Collaboration Brings Persistent Memory to vSphere

Recently, at VMworld* in Las Vegas, I had the pleasure of presenting a talk on persistent memory technology with VMware’s Rich Brunner, CTO of Server Platform Technologies. The focus of the talk was on two things: The upcoming availability of Intel® Optane™ DC persistent memory and the related support in VMware vSphere. Intel and VMware have collaborated on this for quite some time, years in fact. So, Rich and I were very excited to present the latest milestones of that close collaboration.

Rich and I each gave our definitions of persistent memory, which I would summarize with the following qualities:

  • Persistent – holds contents when powered off
  • Accessed as memory, byte-addressable by programs
  • Storage APIs are not required to use it (although are also supported)
  • Performance close enough to DRAM that load/store access makes sense (no paging)

Intel® Optane™ DC Persistent Memory

In August, Intel began shipping the first revenue units of our persistent memory product, known as Intel® Optane™ DC persistent memory (the DC stands for Data Center), to our CSP and OEM partners.

Intel Optane DC Persistent Memory
Fig. 1

One thing that often surprises people hearing about the Intel persistent memory module for the first time is the capacity. As shown in the graphic above (Fig. 1), the modules, which plug into the memory DIMM slots, come in sizes of 128GB, 256GB, and 512GB. That’s up to half a terabyte per module, which can enable two-socket server systems to support 6 TB of memory or more with complementary DRAM installed on the machine. This nicely summarizes why persistent memory is expected to be a disruptive technology, causing people to re-think how they configure their servers and how server applications use the resources available to them.

From Minutes to Seconds

To illustrate one of the potential ways a server application takes advantage of persistent memory, at VMworld* I showed a screen shot from a recent Intel demonstration:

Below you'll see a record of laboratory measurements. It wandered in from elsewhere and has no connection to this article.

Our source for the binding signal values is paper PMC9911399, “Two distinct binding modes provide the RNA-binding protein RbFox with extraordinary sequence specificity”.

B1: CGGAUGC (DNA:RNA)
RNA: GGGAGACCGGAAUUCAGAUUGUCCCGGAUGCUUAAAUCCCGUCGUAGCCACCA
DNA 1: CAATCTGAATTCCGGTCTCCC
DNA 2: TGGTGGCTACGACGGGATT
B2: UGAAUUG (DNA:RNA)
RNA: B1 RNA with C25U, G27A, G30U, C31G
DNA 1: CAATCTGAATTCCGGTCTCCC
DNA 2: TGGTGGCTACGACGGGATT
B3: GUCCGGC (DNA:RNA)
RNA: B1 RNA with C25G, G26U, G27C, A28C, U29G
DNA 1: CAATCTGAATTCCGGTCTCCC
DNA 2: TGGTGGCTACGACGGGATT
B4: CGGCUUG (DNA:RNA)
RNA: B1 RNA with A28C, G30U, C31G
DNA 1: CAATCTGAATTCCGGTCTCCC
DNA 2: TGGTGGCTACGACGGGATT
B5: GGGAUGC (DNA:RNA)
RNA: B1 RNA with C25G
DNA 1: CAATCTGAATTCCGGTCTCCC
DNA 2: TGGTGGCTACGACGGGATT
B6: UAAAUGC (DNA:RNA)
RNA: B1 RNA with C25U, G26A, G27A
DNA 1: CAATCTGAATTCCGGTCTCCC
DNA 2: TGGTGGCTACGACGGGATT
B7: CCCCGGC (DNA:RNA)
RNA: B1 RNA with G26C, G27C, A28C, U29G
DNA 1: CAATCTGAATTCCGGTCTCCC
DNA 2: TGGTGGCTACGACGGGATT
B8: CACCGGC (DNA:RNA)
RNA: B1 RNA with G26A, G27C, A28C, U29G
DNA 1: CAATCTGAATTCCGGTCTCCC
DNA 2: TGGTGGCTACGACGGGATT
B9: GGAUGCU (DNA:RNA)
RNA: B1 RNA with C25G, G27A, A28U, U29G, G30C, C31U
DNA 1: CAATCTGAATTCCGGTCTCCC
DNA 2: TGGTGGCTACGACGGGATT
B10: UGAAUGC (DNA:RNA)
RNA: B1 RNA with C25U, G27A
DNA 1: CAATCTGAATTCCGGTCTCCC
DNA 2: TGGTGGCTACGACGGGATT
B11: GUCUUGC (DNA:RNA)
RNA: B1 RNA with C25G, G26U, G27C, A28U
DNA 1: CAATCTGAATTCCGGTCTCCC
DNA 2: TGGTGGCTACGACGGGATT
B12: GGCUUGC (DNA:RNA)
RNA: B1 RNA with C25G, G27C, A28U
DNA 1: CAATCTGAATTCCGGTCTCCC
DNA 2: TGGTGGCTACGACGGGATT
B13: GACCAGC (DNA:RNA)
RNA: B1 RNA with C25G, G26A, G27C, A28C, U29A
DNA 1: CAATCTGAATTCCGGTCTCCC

Intel Optane DC Persistent Memory
Fig. 2

Using a popular in-memory database, which keeps its entire database and some computed data structures like indexes in memory, we determined the amount of time to reboot with a large database was 2,100 seconds (35 minutes). Assuming a typical system is rebooted every couple of weeks to install security patches, updates etc., this led to an expected availability of 99.8%, as shown on the right side of the above picture (Fig. 2). By adding Intel® Optane™ DC persistent memory, data structures like the indexes were made persistent, even though they live in memory and are accessed as in-memory data structures. As a result, the time it takes to rebuild those indexes was eliminated and the reboot time was now only 17 seconds for the same very large database. The left side of the picture above (Fig. 2) shows this resulted in an expected availability of 99.999% (five nines). This is just one example, but it shows why server-class application providers are already converting their code to use persistent memory when it is available.

Storage Standards

The key to enabling software vendors to make these changes is the SNIA Persistent Memory Programming Model.

Intel Optane DC Persistent Memory
Fig. 3

SNIA (Storage Networking Industry Association) is an organization focused on storage standards. When it was clear persistent memory was on the horizon, a collection of member companies decided to form a working group to define a common programming model. The goal was to make sure ISVs had a single model for using persistent memory, rather than having to choose among different, incompatible models from different vendors. Key operating systems vendors participated in the workgroup, and that’s why we now see the model available in Windows, Linux, and VMware’s vSphere.